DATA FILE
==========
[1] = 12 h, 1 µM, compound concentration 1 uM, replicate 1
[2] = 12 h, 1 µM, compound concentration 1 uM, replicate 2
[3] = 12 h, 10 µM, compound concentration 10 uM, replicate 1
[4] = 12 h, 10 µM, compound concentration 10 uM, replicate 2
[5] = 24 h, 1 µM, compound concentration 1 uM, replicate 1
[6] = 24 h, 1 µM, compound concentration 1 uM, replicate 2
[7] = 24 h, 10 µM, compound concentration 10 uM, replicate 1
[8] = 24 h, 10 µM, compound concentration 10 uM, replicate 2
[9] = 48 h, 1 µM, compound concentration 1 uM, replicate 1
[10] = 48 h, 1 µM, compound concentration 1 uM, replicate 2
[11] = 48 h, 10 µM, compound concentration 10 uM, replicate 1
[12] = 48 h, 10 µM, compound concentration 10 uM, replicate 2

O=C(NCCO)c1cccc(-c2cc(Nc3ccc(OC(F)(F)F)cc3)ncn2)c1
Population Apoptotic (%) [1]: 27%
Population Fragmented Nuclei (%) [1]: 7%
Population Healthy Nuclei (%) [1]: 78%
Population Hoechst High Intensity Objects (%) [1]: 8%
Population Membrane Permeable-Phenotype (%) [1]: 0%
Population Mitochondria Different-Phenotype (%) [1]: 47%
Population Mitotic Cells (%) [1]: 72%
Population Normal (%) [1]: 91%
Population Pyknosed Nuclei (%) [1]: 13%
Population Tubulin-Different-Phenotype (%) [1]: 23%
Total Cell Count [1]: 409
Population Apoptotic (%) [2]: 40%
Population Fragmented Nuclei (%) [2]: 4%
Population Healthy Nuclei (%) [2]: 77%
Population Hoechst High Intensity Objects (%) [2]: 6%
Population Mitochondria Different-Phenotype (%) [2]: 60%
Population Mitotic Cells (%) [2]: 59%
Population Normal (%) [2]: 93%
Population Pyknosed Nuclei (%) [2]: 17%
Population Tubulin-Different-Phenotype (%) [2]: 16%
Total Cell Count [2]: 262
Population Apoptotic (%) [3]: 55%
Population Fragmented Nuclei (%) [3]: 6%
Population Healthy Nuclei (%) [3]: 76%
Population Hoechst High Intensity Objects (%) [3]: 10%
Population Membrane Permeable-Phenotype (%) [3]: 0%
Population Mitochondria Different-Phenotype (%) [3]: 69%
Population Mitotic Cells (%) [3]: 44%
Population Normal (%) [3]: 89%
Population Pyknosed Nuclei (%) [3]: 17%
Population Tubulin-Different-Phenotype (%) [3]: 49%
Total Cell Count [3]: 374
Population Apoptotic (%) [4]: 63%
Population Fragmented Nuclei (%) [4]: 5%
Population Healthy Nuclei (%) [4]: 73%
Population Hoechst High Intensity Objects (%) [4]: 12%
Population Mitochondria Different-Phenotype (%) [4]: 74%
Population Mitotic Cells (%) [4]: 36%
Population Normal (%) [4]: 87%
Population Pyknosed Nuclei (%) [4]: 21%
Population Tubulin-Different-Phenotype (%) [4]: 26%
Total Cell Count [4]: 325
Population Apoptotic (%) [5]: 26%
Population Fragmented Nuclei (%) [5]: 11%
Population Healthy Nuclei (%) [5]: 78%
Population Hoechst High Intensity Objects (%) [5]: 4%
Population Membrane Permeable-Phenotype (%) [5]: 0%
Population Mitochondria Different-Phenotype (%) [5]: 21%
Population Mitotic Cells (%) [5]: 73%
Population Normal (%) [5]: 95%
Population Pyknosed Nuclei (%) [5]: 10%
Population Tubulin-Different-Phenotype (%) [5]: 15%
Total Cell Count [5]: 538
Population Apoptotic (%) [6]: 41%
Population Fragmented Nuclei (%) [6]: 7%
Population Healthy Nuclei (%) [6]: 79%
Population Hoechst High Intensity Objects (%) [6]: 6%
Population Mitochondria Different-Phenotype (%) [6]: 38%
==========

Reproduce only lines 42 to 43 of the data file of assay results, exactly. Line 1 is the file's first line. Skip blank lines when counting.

Population Normal (%) [3]: 89%
Population Pyknosed Nuclei (%) [3]: 17%